Contributors: Cooley, S.C. (Oklahoma State University) & Hinck, R. S. (Monmouth College)
This project analyzed Chinese, Russian, and Iranian media narratives concerning interests in, and future prospects of, Afghanistan stability through three phases: Phase I (May-June, 2018; 79 articles), Phase II, (July-August, 2018; 124 articles), Phase III (October-September, 2018; 180 articles). Across these three phases, the analysis revealed consistent narrative patterns regarding the following:
• Chinese, Russian, and Iranian media present their interests in Afghanistan in realpolitik terms: stability is only desired in Afghanistan in so much as it augments their respective, individual, influence in the region.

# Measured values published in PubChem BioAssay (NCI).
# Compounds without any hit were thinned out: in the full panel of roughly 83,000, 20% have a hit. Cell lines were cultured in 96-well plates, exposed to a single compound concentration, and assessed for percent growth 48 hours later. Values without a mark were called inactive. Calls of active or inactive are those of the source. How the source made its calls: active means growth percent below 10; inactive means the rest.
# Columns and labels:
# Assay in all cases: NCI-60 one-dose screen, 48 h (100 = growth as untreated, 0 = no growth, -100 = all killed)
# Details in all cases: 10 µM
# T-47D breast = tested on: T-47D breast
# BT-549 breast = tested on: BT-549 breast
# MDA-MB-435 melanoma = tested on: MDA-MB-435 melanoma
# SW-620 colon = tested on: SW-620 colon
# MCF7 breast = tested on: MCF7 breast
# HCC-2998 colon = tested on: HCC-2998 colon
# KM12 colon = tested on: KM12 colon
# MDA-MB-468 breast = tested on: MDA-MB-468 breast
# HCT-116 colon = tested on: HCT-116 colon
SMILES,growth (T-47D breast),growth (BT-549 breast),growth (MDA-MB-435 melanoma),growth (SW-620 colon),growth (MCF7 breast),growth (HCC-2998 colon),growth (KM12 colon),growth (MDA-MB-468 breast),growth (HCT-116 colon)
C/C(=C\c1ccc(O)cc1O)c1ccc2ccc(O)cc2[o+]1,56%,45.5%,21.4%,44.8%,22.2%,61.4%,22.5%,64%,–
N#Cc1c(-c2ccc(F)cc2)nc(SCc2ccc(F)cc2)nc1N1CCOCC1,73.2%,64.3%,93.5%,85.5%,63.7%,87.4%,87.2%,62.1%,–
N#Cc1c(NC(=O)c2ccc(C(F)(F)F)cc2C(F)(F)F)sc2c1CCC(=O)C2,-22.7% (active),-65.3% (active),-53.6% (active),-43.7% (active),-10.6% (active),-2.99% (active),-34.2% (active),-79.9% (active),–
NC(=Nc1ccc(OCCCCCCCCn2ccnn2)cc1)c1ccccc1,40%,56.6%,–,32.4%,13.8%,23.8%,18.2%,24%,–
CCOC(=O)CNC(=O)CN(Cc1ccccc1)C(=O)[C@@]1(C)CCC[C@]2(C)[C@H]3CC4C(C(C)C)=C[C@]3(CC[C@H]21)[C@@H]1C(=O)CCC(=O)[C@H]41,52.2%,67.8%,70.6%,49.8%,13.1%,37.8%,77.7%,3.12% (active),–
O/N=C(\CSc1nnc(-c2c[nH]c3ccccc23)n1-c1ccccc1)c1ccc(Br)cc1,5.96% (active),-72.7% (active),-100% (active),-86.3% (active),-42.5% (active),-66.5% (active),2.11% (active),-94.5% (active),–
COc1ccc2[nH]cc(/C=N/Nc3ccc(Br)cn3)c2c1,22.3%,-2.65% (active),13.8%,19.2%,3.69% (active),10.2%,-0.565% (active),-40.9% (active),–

• Investment in Afghanistan is proposed to occur through multilateral and regional ties with neighboring nations, often seen as alternative means to stabilize Afghanistan outside of US influence.
• US Afghan policy is portrayed as ineffective, both historically and under the Trump administration; consensus among media that the US withdrawal is likely. US presence in Afghanistan is shown as the main driver of instability and serving only US interests.
• No long-term vision of an independent, capable Afghanistan government; nor political desire to substantially get involved in stabilization attempts aimed at improving Afghani governance.
• Iran most interested in investing in Afghanistan as augmentation of their influence and to counter US interests.